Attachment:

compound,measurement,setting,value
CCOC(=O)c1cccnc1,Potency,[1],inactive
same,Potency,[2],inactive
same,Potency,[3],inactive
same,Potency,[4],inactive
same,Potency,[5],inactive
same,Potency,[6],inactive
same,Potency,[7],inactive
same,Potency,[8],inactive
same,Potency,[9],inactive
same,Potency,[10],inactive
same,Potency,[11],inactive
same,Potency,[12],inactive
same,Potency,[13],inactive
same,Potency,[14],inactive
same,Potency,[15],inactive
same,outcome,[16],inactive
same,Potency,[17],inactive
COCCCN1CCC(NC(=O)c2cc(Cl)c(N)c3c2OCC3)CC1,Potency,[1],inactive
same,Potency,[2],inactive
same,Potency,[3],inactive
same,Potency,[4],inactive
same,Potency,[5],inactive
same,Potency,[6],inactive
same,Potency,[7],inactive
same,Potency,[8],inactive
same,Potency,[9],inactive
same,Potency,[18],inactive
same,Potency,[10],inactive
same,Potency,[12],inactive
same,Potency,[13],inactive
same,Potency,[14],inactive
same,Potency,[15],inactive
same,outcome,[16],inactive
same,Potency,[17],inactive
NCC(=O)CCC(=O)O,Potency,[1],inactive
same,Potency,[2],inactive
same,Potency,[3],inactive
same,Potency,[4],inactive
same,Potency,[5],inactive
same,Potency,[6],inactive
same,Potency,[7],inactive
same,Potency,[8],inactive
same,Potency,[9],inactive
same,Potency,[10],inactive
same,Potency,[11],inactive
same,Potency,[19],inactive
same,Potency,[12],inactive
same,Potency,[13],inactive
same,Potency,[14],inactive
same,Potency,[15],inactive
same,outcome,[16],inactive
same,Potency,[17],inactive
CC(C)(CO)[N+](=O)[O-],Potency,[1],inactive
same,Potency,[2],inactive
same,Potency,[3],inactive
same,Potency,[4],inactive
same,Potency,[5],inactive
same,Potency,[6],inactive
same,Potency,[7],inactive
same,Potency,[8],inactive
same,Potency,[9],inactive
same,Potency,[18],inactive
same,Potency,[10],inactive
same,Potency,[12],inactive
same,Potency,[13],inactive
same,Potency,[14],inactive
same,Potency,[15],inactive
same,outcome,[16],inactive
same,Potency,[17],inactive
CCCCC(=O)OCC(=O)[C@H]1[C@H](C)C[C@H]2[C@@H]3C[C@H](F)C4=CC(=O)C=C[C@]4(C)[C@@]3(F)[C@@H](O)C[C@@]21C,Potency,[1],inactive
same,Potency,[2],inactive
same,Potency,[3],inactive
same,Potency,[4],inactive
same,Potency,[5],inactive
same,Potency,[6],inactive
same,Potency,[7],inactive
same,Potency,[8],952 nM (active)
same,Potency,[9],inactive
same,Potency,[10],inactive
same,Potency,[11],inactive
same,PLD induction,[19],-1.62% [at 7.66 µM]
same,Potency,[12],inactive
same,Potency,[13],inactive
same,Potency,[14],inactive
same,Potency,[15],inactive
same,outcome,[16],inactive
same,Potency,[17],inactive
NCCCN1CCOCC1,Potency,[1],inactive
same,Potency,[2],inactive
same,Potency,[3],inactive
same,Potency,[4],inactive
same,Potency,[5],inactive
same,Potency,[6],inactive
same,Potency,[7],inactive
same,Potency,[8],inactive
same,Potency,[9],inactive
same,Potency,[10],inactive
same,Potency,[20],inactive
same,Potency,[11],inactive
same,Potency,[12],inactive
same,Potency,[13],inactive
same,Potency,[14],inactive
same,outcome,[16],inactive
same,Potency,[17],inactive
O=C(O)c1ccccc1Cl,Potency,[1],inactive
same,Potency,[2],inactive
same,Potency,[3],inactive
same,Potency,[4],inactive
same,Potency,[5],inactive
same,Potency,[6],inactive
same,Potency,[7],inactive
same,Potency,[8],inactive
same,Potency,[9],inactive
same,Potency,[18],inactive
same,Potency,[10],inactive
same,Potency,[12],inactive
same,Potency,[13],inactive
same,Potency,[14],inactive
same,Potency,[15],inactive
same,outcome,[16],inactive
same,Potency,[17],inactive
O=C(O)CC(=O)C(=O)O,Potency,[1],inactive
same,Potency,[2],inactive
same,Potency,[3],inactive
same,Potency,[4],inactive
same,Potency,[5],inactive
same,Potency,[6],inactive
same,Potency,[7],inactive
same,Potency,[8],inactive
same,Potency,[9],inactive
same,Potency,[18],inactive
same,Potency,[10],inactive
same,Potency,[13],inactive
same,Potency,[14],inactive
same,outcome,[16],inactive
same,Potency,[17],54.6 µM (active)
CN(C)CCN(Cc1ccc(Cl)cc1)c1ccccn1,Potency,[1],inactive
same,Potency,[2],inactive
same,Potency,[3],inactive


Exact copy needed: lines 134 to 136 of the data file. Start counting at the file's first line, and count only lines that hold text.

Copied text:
same,Potency,[13],inactive
same,Potency,[14],inactive
same,outcome,[16],inactive